In the month of July, the human beings would be the witness to one of the rarest astronomical events which is known as the 'blood moon'. It will be the second blood moon of the year which would be seen on the night of 27th and 28th July. It is going to be the longest lunar eclipse of the 21st century.
This is going to be another special and one of the rarest event that will be occuring in the same year, after super blue blood moon which occurred on 31st January. This super blue blood moon was an event which was a combination of supermoon, blue moon and the blood moon.
We have few reasons why this Lunar Eclipse is going to be a special and the rarest one.
LONGEST ECLIPSE OF THE CENTURY
Believing the sources, this lunar eclipse would last for a total of 103 minutes, i.e. 1 hour and 43 minutes, making it 40 minutes longer than the January eclipse. Apparently, the January eclipse was supposed to be the longest one of this century, but this eclipse would surpass the former.
REASON OF THE MOON BECOMING RED
The blood moon or the 'full buck moon' as is being called will become red whilst the eclipse beause of the way in which the light would bend around the atmosphere of the Earth. DUring this event, the moon would turn orange and not disappear completely when it crosses throught the shadow which would cast by Earth. This eccentric effect is called as ‘Rayleigh scattering’ which filters the bands of greena nd violet light present in the atmosphere during an eclipse.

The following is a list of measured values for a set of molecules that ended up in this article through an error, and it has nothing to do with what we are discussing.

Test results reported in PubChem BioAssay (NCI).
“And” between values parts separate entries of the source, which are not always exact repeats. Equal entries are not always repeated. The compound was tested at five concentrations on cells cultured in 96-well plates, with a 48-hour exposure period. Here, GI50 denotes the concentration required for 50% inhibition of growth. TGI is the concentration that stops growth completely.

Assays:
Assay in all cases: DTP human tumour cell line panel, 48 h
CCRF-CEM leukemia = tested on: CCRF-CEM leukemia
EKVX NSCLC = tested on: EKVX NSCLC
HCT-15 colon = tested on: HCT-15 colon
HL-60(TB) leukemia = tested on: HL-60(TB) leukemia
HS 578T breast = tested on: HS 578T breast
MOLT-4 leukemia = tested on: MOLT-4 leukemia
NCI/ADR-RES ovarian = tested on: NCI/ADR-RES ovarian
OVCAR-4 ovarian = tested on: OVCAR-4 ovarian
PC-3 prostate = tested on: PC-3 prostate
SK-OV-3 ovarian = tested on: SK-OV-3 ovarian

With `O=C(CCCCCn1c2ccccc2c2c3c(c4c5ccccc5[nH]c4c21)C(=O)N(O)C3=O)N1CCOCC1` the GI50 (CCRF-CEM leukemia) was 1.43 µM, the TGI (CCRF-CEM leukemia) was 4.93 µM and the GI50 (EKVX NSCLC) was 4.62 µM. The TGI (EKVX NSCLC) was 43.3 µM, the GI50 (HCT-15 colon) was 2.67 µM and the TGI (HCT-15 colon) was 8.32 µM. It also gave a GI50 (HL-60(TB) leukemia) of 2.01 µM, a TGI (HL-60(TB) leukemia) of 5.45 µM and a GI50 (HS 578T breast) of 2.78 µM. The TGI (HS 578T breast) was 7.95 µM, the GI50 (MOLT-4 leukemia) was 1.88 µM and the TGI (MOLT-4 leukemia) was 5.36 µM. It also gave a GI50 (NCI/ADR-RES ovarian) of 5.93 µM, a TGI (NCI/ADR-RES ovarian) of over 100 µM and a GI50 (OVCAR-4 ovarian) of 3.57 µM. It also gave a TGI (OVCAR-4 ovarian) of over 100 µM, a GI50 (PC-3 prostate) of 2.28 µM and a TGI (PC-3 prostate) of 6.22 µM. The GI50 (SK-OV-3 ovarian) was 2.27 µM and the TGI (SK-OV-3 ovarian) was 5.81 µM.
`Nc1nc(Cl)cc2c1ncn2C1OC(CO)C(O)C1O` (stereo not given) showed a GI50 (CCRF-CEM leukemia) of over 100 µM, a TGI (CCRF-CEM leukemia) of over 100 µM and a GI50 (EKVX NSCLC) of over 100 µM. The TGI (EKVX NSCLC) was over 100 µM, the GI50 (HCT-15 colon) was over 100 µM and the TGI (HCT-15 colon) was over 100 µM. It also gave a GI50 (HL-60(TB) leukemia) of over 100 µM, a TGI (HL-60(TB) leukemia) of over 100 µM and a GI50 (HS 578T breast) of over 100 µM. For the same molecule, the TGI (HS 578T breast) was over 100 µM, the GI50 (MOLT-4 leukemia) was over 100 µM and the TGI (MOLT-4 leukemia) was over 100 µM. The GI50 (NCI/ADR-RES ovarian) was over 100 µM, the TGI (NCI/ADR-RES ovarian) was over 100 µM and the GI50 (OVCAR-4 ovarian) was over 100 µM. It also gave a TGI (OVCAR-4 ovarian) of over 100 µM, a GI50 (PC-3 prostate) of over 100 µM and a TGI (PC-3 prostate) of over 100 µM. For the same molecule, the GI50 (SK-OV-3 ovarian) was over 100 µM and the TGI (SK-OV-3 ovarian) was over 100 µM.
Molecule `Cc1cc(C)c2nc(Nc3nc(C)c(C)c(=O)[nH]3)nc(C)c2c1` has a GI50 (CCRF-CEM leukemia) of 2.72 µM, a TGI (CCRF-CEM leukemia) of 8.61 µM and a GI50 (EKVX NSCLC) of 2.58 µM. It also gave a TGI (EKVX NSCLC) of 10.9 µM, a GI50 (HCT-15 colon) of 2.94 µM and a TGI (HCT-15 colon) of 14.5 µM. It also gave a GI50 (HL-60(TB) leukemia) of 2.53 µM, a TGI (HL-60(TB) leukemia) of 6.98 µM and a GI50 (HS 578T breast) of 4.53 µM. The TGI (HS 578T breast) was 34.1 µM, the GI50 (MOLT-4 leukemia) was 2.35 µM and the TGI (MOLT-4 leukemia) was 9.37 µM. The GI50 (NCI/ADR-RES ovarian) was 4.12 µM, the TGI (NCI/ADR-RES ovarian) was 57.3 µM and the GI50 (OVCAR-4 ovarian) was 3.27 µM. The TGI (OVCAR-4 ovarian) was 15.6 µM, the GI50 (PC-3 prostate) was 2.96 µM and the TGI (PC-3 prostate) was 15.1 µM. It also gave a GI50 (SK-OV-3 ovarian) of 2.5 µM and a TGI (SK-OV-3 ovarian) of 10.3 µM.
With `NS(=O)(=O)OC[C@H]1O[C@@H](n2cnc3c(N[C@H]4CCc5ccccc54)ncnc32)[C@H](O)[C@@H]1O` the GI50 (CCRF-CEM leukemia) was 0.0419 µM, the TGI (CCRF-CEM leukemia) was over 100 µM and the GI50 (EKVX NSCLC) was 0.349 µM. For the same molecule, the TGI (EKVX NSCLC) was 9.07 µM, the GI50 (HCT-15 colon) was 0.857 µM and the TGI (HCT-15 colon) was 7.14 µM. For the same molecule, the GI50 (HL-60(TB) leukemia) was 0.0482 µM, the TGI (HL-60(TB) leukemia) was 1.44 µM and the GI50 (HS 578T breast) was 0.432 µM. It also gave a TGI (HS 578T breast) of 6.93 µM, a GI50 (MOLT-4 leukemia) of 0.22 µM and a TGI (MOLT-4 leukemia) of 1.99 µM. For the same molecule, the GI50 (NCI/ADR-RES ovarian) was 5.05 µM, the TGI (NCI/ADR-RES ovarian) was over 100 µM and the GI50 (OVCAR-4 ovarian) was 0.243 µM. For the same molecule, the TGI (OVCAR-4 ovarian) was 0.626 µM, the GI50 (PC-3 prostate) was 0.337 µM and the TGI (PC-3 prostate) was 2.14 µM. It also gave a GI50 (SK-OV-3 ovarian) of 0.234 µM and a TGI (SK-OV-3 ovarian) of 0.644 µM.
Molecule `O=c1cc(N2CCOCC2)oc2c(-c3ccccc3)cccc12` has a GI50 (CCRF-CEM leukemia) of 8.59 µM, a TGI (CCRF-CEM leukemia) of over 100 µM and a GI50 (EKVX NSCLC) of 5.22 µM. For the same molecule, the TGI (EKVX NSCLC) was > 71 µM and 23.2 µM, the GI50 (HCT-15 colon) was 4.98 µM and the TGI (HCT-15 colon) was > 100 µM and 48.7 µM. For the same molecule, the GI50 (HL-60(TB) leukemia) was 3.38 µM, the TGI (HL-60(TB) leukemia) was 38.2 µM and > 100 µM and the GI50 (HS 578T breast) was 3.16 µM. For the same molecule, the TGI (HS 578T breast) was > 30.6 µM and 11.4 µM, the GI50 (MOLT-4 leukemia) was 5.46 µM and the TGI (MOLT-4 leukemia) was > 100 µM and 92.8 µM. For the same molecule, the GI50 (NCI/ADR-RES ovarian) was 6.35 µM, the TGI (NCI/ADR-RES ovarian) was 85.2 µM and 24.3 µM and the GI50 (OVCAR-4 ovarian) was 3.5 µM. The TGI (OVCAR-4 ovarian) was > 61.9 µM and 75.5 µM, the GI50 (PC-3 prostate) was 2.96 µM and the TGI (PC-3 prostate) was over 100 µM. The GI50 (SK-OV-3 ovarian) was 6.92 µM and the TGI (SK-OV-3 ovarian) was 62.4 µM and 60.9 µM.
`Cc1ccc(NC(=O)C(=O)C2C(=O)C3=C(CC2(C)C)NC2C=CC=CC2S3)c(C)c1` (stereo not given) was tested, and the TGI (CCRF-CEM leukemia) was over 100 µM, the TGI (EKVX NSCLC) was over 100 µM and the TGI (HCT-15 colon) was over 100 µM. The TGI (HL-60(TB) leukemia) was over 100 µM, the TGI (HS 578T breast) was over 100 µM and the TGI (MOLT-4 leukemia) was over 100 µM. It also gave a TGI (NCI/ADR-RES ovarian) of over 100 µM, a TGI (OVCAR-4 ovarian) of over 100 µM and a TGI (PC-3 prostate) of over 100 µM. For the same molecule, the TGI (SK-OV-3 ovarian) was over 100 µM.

REASON OF BEING THE LONGEST ECLIPSE
The full moon will pass through the shadow of the Earth, making it last for a much longer time than usual. During the same time, it will also be at the utmost distance from the Earth. Therefore, this is the reason why it would take longer to cross the shadow of the Earth.
PLACE WHERE THE ECLIPSE WOULD BE VISIBLE
The eclipse can be seen in the eastern hemisphere of the world only, i.e. Europe, Asia, Africa, Australia and New Zealand. People living in NOrth America and Arctic Pacific area will not be able to see the event.
People in Asia, Australia and Indonesia will be able to see it during the morning hours, where as people in Europe and Africa will be able to see it during the evening time between sunset and midnight on 27th July.